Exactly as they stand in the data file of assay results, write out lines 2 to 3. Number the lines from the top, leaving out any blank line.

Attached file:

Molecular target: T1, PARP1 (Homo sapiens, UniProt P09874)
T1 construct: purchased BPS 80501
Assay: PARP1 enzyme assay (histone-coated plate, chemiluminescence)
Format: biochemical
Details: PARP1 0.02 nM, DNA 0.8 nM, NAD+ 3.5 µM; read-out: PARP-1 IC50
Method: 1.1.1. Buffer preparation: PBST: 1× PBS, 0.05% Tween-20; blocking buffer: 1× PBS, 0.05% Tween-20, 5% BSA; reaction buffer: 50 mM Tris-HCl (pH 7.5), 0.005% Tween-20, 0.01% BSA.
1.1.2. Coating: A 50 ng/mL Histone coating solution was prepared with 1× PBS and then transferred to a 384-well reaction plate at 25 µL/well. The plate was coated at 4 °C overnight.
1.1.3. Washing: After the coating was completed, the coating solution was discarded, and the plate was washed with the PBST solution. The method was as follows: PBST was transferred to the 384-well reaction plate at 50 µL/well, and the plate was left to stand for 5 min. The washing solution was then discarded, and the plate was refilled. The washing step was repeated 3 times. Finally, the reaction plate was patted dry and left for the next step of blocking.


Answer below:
T1 construct: purchased BPS 80501
Assay: PARP1 enzyme assay (histone-coated plate, chemiluminescence)